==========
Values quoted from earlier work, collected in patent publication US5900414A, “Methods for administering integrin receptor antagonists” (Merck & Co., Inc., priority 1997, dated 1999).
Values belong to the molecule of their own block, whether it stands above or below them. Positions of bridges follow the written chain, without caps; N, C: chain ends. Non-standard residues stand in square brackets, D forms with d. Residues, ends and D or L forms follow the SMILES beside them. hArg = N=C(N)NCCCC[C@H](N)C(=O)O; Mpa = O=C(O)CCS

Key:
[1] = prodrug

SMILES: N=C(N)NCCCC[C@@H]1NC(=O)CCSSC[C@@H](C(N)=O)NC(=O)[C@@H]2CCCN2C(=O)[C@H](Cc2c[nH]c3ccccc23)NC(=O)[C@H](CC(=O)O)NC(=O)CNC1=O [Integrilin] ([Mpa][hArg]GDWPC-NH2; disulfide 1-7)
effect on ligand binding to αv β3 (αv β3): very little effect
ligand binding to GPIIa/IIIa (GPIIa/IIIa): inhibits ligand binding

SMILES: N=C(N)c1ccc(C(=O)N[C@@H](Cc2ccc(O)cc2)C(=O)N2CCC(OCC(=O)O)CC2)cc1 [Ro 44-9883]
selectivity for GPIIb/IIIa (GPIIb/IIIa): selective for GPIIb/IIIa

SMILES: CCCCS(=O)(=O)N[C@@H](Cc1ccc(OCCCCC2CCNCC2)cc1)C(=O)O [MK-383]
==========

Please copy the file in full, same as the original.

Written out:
Values quoted from earlier work, collected in patent publication US5900414A, “Methods for administering integrin receptor antagonists” (Merck & Co., Inc., priority 1997, dated 1999).
Values belong to the molecule of their own block, whether it stands above or below them. Positions of bridges follow the written chain, without caps; N, C: chain ends. Non-standard residues stand in square brackets, D forms with d. Residues, ends and D or L forms follow the SMILES beside them. hArg = N=C(N)NCCCC[C@H](N)C(=O)O; Mpa = O=C(O)CCS

Key:
[1] = prodrug

SMILES: N=C(N)NCCCC[C@@H]1NC(=O)CCSSC[C@@H](C(N)=O)NC(=O)[C@@H]2CCCN2C(=O)[C@H](Cc2c[nH]c3ccccc23)NC(=O)[C@H](CC(=O)O)NC(=O)CNC1=O [Integrilin] ([Mpa][hArg]GDWPC-NH2; disulfide 1-7)
effect on ligand binding to αv β3 (αv β3): very little effect
ligand binding to GPIIa/IIIa (GPIIa/IIIa): inhibits ligand binding

SMILES: N=C(N)c1ccc(C(=O)N[C@@H](Cc2ccc(O)cc2)C(=O)N2CCC(OCC(=O)O)CC2)cc1 [Ro 44-9883]
selectivity for GPIIb/IIIa (GPIIb/IIIa): selective for GPIIb/IIIa

SMILES: CCCCS(=O)(=O)N[C@@H](Cc1ccc(OCCCCC2CCNCC2)cc1)C(=O)O [MK-383]